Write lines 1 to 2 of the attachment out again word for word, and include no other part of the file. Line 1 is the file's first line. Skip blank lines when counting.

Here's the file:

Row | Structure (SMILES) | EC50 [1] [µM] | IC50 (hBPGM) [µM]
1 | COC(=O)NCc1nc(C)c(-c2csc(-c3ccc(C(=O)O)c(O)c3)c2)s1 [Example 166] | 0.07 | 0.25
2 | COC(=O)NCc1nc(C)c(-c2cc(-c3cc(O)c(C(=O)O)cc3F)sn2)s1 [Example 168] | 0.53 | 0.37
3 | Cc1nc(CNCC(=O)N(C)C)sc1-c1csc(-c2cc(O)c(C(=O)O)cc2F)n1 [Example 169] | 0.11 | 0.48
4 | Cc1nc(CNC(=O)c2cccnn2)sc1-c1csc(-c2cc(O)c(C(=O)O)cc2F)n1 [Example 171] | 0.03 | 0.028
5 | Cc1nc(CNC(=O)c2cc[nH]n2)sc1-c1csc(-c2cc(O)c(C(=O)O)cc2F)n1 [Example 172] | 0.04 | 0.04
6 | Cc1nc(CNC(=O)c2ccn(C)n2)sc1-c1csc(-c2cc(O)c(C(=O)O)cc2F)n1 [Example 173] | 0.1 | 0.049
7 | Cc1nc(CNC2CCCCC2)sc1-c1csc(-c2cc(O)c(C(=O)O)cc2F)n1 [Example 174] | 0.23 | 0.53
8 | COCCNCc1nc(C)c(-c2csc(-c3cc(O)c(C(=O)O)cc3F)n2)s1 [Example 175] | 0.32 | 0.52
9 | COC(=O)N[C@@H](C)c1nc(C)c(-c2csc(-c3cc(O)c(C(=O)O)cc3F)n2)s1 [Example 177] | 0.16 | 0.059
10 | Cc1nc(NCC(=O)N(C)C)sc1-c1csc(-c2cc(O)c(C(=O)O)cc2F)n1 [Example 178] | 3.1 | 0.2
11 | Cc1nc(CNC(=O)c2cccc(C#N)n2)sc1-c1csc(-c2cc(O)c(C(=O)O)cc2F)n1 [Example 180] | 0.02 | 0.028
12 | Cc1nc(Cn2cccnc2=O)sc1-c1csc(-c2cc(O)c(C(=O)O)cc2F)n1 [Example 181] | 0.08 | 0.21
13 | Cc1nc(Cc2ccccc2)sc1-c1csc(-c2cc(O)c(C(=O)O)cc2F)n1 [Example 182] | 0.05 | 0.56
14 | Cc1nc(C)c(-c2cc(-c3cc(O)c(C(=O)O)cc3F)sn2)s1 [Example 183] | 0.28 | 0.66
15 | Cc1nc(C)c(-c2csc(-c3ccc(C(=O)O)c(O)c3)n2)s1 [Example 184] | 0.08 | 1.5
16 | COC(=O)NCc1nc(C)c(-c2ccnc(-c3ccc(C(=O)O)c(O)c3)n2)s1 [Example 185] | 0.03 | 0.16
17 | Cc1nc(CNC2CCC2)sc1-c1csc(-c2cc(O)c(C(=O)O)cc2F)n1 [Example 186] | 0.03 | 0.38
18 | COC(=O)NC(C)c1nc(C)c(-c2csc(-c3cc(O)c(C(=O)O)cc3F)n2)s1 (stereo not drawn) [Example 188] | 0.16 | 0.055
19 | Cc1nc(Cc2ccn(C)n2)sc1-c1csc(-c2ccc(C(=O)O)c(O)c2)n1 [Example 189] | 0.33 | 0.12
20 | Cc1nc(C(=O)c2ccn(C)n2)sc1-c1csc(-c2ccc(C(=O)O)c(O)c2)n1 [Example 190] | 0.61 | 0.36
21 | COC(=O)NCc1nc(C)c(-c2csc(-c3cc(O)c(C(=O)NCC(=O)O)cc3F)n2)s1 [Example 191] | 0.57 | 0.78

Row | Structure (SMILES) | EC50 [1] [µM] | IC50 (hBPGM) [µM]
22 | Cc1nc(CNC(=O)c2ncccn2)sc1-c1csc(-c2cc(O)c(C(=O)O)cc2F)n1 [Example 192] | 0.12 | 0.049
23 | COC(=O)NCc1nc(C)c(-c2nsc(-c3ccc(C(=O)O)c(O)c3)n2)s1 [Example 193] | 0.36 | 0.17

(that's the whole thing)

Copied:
Row | Structure (SMILES) | EC50 [1] [µM] | IC50 (hBPGM) [µM]
1 | COC(=O)NCc1nc(C)c(-c2csc(-c3ccc(C(=O)O)c(O)c3)c2)s1 [Example 166] | 0.07 | 0.25